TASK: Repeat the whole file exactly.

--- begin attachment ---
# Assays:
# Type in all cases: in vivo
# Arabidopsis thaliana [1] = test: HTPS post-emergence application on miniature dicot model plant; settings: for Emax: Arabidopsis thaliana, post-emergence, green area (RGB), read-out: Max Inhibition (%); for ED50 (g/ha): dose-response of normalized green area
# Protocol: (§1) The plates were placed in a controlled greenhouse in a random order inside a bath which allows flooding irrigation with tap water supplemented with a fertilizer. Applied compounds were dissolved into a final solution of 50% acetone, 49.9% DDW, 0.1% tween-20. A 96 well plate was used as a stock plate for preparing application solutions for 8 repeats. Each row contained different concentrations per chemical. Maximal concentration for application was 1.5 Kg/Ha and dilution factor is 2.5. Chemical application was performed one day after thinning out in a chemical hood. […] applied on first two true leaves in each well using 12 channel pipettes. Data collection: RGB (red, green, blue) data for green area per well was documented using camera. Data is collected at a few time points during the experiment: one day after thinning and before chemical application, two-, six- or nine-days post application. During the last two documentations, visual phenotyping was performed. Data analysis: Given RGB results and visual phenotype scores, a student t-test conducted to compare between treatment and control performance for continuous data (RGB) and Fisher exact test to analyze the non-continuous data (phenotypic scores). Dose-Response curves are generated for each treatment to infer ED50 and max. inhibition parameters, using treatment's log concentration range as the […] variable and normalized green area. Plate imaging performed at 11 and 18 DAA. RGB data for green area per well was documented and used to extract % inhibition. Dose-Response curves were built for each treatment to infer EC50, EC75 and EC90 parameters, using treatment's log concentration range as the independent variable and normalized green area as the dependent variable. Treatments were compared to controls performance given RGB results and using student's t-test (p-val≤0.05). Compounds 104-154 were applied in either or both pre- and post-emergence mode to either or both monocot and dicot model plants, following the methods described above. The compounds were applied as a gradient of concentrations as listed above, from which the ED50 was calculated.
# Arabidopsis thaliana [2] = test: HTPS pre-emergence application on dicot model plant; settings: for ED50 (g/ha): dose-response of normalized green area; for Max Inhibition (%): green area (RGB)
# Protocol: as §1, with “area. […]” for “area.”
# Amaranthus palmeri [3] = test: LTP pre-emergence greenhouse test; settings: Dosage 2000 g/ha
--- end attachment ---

# Assays:
# Type in all cases: in vivo
# Arabidopsis thaliana [1] = test: HTPS post-emergence application on miniature dicot model plant; settings: for Emax: Arabidopsis thaliana, post-emergence, green area (RGB), read-out: Max Inhibition (%); for ED50 (g/ha): dose-response of normalized green area
# Protocol: (§1) The plates were placed in a controlled greenhouse in a random order inside a bath which allows flooding irrigation with tap water supplemented with a fertilizer. Applied compounds were dissolved into a final solution of 50% acetone, 49.9% DDW, 0.1% tween-20. A 96 well plate was used as a stock plate for preparing application solutions for 8 repeats. Each row contained different concentrations per chemical. Maximal concentration for application was 1.5 Kg/Ha and dilution factor is 2.5. Chemical application was performed one day after thinning out in a chemical hood. […] applied on first two true leaves in each well using 12 channel pipettes. Data collection: RGB (red, green, blue) data for green area per well was documented using camera. Data is collected at a few time points during the experiment: one day after thinning and before chemical application, two-, six- or nine-days post application. During the last two documentations, visual phenotyping was performed. Data analysis: Given RGB results and visual phenotype scores, a student t-test conducted to compare between treatment and control performance for continuous data (RGB) and Fisher exact test to analyze the non-continuous data (phenotypic scores). Dose-Response curves are generated for each treatment to infer ED50 and max. inhibition parameters, using treatment's log concentration range as the […] variable and normalized green area. Plate imaging performed at 11 and 18 DAA. RGB data for green area per well was documented and used to extract % inhibition. Dose-Response curves were built for each treatment to infer EC50, EC75 and EC90 parameters, using treatment's log concentration range as the independent variable and normalized green area as the dependent variable. Treatments were compared to controls performance given RGB results and using student's t-test (p-val≤0.05). Compounds 104-154 were applied in either or both pre- and post-emergence mode to either or both monocot and dicot model plants, following the methods described above. The compounds were applied as a gradient of concentrations as listed above, from which the ED50 was calculated.
# Arabidopsis thaliana [2] = test: HTPS pre-emergence application on dicot model plant; settings: for ED50 (g/ha): dose-response of normalized green area; for Max Inhibition (%): green area (RGB)
# Protocol: as §1, with “area. […]” for “area.”
# Amaranthus palmeri [3] = test: LTP pre-emergence greenhouse test; settings: Dosage 2000 g/ha